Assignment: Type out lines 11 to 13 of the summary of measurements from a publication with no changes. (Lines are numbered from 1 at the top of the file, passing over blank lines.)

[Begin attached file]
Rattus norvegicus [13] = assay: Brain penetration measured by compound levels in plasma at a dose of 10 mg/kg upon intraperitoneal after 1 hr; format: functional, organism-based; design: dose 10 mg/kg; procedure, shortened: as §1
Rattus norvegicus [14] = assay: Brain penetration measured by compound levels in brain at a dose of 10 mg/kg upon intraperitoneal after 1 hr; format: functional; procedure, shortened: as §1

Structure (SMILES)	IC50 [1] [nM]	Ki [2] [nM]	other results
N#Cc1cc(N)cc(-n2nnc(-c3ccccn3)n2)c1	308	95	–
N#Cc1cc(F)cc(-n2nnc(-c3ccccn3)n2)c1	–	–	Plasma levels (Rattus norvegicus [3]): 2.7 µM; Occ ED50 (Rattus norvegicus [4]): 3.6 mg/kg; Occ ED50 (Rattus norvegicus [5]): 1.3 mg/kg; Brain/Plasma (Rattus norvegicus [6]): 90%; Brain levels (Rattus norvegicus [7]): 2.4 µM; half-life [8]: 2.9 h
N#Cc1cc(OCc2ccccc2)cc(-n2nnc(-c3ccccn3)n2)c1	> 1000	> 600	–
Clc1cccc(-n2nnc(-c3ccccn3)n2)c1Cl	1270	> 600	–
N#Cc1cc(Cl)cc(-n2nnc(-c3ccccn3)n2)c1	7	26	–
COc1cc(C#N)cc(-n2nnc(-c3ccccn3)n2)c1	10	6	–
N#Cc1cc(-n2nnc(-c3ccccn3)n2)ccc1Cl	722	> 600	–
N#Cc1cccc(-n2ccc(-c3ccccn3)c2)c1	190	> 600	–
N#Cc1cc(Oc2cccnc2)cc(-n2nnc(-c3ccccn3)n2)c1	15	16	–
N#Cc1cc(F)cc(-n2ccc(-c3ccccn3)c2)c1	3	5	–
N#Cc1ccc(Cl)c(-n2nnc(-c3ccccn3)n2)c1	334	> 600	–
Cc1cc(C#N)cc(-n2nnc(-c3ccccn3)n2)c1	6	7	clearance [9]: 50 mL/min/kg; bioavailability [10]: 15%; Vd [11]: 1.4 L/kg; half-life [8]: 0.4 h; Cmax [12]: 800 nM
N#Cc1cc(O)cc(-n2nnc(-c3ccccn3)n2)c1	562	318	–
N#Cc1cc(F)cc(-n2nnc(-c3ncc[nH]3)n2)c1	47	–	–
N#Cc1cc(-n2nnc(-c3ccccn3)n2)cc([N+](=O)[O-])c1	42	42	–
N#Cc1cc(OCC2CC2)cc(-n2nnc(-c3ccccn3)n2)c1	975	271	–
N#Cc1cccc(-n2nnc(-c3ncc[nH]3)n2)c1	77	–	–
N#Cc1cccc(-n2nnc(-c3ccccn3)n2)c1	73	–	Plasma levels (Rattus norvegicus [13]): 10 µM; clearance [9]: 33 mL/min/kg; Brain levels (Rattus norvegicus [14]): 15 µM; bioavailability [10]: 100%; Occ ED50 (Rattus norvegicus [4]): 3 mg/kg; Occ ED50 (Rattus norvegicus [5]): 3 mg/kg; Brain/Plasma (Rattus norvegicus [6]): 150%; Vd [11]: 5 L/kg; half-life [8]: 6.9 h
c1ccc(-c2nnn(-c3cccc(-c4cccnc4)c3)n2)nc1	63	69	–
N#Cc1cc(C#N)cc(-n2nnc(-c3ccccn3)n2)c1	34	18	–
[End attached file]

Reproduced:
N#Cc1cccc(-n2ccc(-c3ccccn3)c2)c1	190	> 600	–
N#Cc1cc(Oc2cccnc2)cc(-n2nnc(-c3ccccn3)n2)c1	15	16	–
N#Cc1cc(F)cc(-n2ccc(-c3ccccn3)c2)c1	3	5	–